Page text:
Why is our soil so depleted of minerals?

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There are about 5 reasons why the nutrition is going out of our soil and, consequently, out of our food.

First, our soil is eroding. We’re losing all our fertile topsoil due to erosion. Soil erosion is caused by the bulldozing, burning, and cultivation of the plant material that was used to nourish the
soil and the removal of the kind of plant cover fertile topsoil needs to thrive. All these factors are causing the top three, fertile layers of our soil to erode.

Second, our mineral-rich topsoil has been so ravaged by over-farming that there is not enough fertile, mineral containing soil left.
Third, farmers are breeding high yield varieties of plants with weak root systems that cannot absorb the few nutrients that are left in the soil.

Fourth, the use of pesticides negatively impacts the nutritional quality of food.
Lastly, the use of NPK (Nitrogen (N), Phosphorus (P), and Potassium (K)) fertilizers, which do not replace the soil with necessary organic matter that produces nutrients.
Not to mention the genetic breeding of less nutritious, hardier, higher yielding plant varieties that provide huge quantities of food but not nutrient dense, high quality food. All these factors have resulted in what is called “mineral dilution” or “nutrient dilution” of our food.
If we cannot get our nutrients from our food anymore, we’re going to have to put them back into our bodies and soil again. That’s the only solution. Think it all you might, it is the only solution.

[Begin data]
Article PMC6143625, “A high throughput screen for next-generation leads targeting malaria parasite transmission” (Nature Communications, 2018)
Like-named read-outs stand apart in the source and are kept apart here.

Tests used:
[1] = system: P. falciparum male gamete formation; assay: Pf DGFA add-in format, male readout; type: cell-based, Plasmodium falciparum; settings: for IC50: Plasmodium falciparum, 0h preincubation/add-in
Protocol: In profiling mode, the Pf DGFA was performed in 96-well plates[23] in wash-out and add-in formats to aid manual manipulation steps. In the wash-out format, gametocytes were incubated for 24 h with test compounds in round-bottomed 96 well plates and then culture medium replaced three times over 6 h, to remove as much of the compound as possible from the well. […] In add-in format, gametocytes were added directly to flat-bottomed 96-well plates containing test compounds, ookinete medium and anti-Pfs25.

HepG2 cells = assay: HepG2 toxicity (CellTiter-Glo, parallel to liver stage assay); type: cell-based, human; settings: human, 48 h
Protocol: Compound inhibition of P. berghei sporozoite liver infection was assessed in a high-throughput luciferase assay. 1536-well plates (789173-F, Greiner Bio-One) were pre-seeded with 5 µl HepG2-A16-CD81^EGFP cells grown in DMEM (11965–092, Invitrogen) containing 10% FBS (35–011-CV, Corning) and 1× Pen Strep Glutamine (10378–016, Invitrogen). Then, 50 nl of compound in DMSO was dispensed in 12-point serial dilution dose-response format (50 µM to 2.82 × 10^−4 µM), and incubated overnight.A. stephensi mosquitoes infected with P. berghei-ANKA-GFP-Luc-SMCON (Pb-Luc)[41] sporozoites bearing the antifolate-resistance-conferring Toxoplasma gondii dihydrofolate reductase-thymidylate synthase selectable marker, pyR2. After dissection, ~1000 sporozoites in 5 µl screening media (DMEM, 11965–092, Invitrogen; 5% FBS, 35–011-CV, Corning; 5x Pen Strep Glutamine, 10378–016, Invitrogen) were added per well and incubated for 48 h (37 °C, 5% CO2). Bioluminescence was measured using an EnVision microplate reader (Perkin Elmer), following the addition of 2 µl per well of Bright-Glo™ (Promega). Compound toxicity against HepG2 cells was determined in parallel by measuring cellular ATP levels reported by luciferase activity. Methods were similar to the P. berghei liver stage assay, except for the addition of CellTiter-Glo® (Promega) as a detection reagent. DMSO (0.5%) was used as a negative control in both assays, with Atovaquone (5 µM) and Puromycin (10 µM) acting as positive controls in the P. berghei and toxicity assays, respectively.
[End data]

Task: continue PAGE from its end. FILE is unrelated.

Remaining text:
We cannot force industrial farmers to replace the minerals in our soil . . . yet


source healthyplannetnews.com

This is why the plant minerals we provide actually have the nutrients in.

Millions of years ago the soil near the earth’s surface, where our plants are grown, was saturated with dozens of minerals. At least 84 minerals were available nearly everywhere and some areas of the planet did contain 100 minerals. The plants of prehistoric times were rich in minerals because there was an abundant supply for them to feed upon from the soil. When a plant grows it draws available minerals from the soil.

We now know the mineral content of plants has been severely altered throughout the last several million years and drastically altered during the last 100 years.

Our plant minerals come from historic plant matter that did not fossilise at at time when there was no.....


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